“In a time coinciding with high-level political negotiations on preventing climate change, skeptical media and politicians were using the apparent lack of warming to downplay the importance of climate change,” researchers with the Institute for Atmospheric and Climate Science (IACS) in Switzerland wrote in a study published Thursday in the journal Nature.
“A few years of additional data are unlikely to overturn the vast body of evidence that supports anthropogenic climate change,” reads the study, adding the recent El Nino and new data have them “more confident than ever that human influence is dominant” in global warming.
IACS’s study looked at different explanations for the “hiatus” in global warming, which the study defined as the 10 or 15 years after 1998, ultimately to put to rest arguments by skeptics the lack of warming during this time cut into theories of catastrophic warming.
“I think it does a really good job at tying a bow on the last five years or so of hiatus arguments,” Penn State University climate scientist Michael Mann told The Los Angeles Times.
But skeptics are already firing back at IACS’s work.
Dr. David Whitehouse with the Global Warming Policy Foundation reminded IACS the “hiatus” only ended because of a strong El Nino — a naturally-occurring weather event.
“The pause ended not because of gradual global warming but because of a natural weather event whose temporary increased rate of global warming was far too large to be anthropomorphic,” Whitehouse wrote.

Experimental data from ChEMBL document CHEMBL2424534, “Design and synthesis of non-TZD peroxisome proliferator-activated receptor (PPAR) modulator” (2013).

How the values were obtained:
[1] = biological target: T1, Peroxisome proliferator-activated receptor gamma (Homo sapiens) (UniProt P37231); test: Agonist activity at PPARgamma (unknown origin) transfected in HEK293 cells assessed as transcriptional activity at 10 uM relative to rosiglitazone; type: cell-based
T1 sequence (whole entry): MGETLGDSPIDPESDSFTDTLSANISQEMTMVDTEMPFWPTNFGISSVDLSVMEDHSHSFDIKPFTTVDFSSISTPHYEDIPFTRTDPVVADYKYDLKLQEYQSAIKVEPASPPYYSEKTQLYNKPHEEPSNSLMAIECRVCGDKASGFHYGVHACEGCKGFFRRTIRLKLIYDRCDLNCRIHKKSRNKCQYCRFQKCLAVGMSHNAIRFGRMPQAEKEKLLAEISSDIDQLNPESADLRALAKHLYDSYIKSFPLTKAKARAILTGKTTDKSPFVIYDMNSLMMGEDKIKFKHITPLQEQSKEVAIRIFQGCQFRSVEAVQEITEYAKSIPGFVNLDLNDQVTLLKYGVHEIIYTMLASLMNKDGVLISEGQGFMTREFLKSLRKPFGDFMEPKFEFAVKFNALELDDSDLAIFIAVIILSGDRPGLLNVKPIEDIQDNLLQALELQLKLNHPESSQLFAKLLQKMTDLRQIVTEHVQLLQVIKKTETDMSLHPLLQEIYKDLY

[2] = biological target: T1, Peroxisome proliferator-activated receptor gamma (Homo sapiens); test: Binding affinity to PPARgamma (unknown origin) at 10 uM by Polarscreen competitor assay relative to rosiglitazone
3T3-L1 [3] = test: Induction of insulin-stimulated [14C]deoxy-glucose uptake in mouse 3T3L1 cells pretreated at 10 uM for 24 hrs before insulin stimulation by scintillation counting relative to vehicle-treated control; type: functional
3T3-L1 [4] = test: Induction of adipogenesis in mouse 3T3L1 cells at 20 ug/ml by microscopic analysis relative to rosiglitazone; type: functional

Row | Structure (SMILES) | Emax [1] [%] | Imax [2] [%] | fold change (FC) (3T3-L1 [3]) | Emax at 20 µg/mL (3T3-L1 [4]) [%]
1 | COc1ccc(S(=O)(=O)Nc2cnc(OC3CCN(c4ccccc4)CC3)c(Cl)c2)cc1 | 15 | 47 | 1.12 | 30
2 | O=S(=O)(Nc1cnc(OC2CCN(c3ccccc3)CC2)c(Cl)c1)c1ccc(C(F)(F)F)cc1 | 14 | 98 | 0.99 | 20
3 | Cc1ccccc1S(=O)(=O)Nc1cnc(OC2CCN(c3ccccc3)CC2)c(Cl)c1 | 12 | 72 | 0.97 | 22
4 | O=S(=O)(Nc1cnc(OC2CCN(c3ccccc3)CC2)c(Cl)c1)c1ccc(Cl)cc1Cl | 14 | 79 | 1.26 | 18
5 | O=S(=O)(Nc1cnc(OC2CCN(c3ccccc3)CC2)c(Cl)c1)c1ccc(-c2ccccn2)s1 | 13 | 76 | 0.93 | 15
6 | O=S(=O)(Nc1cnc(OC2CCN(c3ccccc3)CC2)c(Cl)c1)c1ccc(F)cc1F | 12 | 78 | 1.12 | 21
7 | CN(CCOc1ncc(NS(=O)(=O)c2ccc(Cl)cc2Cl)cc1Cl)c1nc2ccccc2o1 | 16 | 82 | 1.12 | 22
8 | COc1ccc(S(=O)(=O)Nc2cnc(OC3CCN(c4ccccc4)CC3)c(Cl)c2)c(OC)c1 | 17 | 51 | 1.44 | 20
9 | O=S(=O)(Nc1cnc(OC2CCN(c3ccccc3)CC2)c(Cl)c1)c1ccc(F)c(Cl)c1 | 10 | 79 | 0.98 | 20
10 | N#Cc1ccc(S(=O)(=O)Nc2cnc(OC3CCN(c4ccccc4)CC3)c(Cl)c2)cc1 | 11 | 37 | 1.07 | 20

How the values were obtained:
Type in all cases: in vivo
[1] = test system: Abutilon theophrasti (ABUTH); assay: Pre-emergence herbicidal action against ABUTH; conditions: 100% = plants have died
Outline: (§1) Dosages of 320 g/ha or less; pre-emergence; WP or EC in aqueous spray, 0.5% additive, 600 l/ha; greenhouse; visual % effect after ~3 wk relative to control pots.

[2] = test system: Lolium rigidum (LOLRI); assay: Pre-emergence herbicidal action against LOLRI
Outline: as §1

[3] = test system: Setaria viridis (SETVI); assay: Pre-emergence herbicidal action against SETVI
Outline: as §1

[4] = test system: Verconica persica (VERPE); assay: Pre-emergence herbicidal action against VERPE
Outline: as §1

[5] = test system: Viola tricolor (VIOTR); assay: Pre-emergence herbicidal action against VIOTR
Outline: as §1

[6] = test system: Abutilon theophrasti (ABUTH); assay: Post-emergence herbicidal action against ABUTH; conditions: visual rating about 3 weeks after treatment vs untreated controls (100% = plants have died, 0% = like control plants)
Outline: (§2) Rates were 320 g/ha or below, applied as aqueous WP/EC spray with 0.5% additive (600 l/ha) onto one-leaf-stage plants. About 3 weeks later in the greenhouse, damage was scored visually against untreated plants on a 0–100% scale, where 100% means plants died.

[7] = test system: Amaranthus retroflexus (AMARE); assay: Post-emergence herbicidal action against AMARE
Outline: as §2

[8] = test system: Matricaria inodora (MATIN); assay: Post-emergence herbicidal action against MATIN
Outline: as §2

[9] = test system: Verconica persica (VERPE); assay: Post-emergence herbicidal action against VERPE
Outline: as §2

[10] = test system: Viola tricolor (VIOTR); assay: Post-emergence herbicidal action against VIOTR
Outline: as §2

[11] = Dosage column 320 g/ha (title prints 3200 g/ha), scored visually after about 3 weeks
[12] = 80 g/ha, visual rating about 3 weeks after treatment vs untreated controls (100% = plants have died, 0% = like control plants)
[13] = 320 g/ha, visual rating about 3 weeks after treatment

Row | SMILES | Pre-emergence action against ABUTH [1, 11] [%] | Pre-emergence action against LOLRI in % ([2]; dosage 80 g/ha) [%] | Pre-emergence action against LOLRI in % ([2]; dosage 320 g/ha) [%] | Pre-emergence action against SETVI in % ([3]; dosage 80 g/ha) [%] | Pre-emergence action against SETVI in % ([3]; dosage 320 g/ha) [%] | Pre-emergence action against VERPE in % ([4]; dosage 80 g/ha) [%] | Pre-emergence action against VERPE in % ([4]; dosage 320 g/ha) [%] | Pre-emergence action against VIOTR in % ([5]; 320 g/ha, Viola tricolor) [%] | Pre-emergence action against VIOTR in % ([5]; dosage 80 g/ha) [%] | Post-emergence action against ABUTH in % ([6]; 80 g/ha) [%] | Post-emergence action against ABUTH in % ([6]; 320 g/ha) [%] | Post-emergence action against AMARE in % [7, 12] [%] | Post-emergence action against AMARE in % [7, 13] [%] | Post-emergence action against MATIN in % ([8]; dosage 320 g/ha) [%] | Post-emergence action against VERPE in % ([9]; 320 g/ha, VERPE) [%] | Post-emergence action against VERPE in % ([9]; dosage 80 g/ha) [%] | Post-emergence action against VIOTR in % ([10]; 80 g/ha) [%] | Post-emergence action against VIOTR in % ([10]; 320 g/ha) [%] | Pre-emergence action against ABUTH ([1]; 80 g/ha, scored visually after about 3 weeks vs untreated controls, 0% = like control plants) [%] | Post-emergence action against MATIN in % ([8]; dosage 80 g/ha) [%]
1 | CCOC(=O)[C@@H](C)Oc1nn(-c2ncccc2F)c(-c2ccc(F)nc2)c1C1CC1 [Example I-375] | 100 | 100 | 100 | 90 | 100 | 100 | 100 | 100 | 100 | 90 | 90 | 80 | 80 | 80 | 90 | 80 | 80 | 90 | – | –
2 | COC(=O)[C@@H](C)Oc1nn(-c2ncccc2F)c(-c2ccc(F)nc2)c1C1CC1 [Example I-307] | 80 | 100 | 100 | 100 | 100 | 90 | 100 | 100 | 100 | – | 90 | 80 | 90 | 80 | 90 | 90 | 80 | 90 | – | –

“One could be a little sarcastic in saying why would Nature devote seven of its desirable pages to an event that some vehemently say never existed and maintain its existence has been disproved long ago,” Whitehouse wrote. “Now, however, as the El Nino spike of the past few years levels off, analyzing the ‘pause’ seems to be coming back into fashion.”
The “hiatus” in warming confounded scientists for years, sparking a fierce debate over its causes or if it even existed. Tom Karl, a former National Oceanic and Atmospheric Administration scientists claimed to debunk the “hiatus” by adjusting buoy temperatures upward, creating more warming.
Some scientists saw Karl’s study as the final blow in the debate, but subsequent studies continued to argue for the existence of a “hiatus” being caused by natural factors.
Based on Karl’s data and increased warming in recent years, IACS researchers say the lack of warming from 1998 onward doesn’t diminish their confidence in long-term predictions made by climate models.
“In fact, it increases the confidence in the dominant role of humans in long-term warming,” reads the study.
IACS researchers removed natural factors, like El Nino events, aerosols and solar forcing, they found “the anthropogenically forced global warming signal has not decreased substantially.”
“When we take these into consideration, what we are left with from the apparent hiatus is not inconsistent with the understanding of human influence on global climate,” reads the IACS’s study.
“Then, as now, the deep ocean was proposed to store the heat,” the study found, adding “that this would be only temporary, although other factors such as aerosol forcing probably played a part in the halted warming.”
“A decade ago it was held that the anthropogenic signal of global warming was strong,” Whitehouse wrote. “Only when surface temperatures did not increase by the 0.3°C per decade most climate models had predicted that qualifications were made. Natural decadal variability was used to explain the lack of temperature rise and it resulted in a gradual change of view.”
“Whether the pause will return after the recent El Nino and its aftermath settles down remains to be seen,” Whitehouse wrote. “From its skeptical beginnings the pause has become the major controversy and debating point in climate science.”
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